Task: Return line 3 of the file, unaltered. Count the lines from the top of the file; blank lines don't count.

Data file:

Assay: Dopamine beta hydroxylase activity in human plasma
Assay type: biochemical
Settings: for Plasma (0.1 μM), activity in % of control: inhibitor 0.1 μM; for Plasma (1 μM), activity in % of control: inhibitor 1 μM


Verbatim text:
Settings: for Plasma (0.1 μM), activity in % of control: inhibitor 0.1 μM; for Plasma (1 μM), activity in % of control: inhibitor 1 μM